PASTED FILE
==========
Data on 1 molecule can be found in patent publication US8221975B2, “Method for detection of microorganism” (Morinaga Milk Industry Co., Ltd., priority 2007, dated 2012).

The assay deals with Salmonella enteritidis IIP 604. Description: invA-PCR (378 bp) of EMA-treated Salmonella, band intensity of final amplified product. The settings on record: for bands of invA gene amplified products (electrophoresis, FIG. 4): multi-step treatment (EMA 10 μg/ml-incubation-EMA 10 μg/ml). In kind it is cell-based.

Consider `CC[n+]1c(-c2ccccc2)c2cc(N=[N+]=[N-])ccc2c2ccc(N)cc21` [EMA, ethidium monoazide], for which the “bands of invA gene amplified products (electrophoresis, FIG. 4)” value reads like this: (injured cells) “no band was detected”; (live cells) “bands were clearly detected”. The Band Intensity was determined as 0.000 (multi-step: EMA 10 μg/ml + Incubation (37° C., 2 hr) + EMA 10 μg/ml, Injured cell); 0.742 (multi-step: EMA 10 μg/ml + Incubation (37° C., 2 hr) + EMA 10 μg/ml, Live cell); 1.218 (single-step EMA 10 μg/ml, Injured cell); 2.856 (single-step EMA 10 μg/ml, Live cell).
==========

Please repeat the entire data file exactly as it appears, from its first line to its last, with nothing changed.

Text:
Data on 1 molecule can be found in patent publication US8221975B2, “Method for detection of microorganism” (Morinaga Milk Industry Co., Ltd., priority 2007, dated 2012).

The assay deals with Salmonella enteritidis IIP 604. Description: invA-PCR (378 bp) of EMA-treated Salmonella, band intensity of final amplified product. The settings on record: for bands of invA gene amplified products (electrophoresis, FIG. 4): multi-step treatment (EMA 10 μg/ml-incubation-EMA 10 μg/ml). In kind it is cell-based.

Consider `CC[n+]1c(-c2ccccc2)c2cc(N=[N+]=[N-])ccc2c2ccc(N)cc21` [EMA, ethidium monoazide], for which the “bands of invA gene amplified products (electrophoresis, FIG. 4)” value reads like this: (injured cells) “no band was detected”; (live cells) “bands were clearly detected”. The Band Intensity was determined as 0.000 (multi-step: EMA 10 μg/ml + Incubation (37° C., 2 hr) + EMA 10 μg/ml, Injured cell); 0.742 (multi-step: EMA 10 μg/ml + Incubation (37° C., 2 hr) + EMA 10 μg/ml, Live cell); 1.218 (single-step EMA 10 μg/ml, Injured cell); 2.856 (single-step EMA 10 μg/ml, Live cell).